REVIEW: 'Farmhand' #2 by Rob Guillory and Taylor Wells
Ezekiel Jenkins is finding it hard to adjust going home and reconciling with his estranged dad. Life in Freetown isn't a cakewalk either. Zeke struggles to find work, battles some goons, and deals with echoes of the past. On top of everything else, Zeke's dad discovery has become a blessing and a curse with yet unforeseen consequences.
Writer: Rob Guillory
Artist: Rob Guillory, Taylor Wells
Lettering and Log: Kody Chamberlain
Publisher: Image Comics
Release Date: August 8, 2018
Cover Price: $3.99
Score: ★★★★☆ (4/5)
Rob Guillory has jammed a lot of story in each issue so far. It's great in terms of getting your money's worth but can sometimes seem unfocused. Nonetheless, 'Farmhand' is above all a family drama that just so happens to revolve around the patriarch growing human body parts on his farm. For son Zeke, the move to his hometown with his wife and kids has been...bumpy. The kids are finding it hard to adjust to a new school and new kids, bullies included. His wife has fared better except for the creepy shopkeeper she encounters. Zeke can't land a job and as the son of what many consider a mad scientist, he's been targeted by shady forces.
As you can tell a lot is going on. Guillory tries to juggle plot and subplots with varying success. The tone shifts from familial nostalgia, mystery, scientific wonder, to humor and action. It's all over the place but it's not chaotic. Guillory is building this world and how it affects everyone in the Jenkins clan. It's mostly centered on Zeke but we get glimpses of the lives of other characters and how it's all tied together. New dangers loom and make for an intriguing development going forward. Despite the varied storylines, 'Farmhand' continues to entertain with a unique set of circumstances both mysterious and funny.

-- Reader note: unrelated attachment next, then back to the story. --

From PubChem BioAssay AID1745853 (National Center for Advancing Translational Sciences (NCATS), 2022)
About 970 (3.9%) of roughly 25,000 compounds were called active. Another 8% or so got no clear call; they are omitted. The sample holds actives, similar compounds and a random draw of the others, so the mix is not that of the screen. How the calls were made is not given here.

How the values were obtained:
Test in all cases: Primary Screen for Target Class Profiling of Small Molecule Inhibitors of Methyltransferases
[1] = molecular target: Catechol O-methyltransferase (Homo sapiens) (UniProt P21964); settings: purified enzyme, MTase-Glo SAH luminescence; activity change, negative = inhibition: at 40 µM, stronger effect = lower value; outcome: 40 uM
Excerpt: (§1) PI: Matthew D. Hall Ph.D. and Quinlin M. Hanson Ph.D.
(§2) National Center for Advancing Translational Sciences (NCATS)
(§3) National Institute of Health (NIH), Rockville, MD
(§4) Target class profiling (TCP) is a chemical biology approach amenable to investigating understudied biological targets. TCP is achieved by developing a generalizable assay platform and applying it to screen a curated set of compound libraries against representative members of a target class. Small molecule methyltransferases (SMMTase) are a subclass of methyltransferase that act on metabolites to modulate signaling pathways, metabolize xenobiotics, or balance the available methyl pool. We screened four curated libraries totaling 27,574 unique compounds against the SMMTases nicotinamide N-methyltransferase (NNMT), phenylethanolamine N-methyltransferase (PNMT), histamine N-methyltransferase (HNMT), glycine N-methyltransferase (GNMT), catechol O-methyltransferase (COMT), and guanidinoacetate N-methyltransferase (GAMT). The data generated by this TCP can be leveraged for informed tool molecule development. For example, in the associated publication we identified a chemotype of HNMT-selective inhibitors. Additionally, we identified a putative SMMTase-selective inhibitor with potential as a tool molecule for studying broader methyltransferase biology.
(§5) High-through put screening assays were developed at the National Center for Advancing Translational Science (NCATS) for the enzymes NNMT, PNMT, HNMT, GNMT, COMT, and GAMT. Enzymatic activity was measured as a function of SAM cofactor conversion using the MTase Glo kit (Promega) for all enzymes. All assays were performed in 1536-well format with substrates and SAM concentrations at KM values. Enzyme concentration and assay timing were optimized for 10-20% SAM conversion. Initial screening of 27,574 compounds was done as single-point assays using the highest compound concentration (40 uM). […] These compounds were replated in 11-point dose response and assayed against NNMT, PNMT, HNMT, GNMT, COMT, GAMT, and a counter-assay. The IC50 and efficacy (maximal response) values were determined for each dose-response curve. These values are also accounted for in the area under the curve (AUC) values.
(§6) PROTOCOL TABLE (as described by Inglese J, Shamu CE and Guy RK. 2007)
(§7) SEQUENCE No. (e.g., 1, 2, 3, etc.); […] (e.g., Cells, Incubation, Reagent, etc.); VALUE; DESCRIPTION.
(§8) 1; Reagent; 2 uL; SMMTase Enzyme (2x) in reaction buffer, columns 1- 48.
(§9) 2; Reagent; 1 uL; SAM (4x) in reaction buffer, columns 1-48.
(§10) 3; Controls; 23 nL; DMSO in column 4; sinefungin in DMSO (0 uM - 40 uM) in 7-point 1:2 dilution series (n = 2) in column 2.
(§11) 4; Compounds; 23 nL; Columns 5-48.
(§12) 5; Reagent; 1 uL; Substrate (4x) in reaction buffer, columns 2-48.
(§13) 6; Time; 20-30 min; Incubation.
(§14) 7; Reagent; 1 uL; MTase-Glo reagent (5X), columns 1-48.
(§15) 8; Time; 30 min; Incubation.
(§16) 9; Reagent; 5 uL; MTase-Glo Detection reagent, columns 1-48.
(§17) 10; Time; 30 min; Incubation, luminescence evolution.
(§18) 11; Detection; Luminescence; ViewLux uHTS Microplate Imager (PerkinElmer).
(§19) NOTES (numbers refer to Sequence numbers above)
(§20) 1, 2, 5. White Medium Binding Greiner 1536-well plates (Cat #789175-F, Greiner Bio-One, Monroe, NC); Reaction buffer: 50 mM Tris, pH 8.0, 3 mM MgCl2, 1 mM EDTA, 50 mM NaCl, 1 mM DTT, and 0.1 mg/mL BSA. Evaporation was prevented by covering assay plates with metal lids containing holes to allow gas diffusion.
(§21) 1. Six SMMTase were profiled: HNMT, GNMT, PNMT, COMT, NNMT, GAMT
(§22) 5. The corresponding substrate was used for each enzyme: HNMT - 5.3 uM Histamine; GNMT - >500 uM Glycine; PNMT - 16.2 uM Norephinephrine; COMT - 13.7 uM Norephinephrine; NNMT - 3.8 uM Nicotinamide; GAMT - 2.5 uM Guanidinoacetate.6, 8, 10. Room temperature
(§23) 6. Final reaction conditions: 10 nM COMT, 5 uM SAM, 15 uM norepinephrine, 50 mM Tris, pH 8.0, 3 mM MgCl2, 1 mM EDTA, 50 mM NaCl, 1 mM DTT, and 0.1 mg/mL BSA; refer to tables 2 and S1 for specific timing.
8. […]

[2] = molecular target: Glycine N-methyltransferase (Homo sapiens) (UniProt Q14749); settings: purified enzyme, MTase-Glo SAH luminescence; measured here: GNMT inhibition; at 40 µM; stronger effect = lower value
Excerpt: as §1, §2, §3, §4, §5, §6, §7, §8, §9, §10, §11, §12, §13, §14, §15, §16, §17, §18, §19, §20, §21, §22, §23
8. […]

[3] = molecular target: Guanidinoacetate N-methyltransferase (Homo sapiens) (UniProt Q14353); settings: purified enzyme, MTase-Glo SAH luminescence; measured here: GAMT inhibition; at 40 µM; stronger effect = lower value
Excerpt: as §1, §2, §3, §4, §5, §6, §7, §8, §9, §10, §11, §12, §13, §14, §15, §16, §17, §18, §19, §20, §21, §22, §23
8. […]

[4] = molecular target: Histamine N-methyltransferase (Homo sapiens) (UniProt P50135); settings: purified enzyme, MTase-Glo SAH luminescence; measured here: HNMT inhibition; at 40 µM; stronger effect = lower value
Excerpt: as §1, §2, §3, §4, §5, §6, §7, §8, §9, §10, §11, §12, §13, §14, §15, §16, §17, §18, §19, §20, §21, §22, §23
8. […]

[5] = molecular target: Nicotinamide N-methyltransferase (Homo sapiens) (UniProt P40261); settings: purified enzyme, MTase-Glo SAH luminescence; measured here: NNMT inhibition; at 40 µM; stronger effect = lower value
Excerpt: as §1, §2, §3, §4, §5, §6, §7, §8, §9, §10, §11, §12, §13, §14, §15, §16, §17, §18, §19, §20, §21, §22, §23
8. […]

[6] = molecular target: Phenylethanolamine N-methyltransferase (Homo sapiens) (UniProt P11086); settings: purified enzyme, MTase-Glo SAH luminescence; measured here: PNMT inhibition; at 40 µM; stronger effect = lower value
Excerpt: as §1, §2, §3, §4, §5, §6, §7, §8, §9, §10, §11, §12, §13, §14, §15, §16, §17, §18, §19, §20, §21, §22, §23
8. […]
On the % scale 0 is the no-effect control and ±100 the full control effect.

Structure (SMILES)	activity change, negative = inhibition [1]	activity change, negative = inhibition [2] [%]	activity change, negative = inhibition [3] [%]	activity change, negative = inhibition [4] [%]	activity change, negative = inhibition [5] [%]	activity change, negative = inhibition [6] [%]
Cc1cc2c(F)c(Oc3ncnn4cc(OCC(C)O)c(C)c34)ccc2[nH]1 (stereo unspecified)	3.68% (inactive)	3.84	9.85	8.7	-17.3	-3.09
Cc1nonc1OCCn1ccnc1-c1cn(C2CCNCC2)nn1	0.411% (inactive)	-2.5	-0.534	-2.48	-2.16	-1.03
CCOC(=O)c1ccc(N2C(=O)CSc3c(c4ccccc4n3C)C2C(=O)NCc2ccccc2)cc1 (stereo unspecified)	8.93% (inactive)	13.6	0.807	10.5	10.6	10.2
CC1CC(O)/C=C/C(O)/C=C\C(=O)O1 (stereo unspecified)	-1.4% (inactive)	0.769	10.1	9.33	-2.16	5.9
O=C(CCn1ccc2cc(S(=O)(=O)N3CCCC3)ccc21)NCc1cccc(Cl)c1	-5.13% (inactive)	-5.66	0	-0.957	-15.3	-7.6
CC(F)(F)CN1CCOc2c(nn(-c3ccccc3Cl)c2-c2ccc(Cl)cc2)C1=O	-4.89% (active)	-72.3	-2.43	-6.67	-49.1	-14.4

Guillory's art is fantastic. The cartoonish style is fun and colorful which heightens the funnier moments but can still find a way to be effectively haunting as it does in the final pages. Seeing Zeke's growth in a 15-panel page to open the book was especially well conceived and executed. Taylor Wells' colors are rich and bright and really infuse the story with abundant life which seems appropriate for a story about farming.
'Farmhand' #2 is another thrilling chapter that's expansive and full of small-town drama. Guillory's creativity both in writing and drawing gives this sci-fi story a wonderful blend of horror and action that is never boring. It's a definite worthwhile read.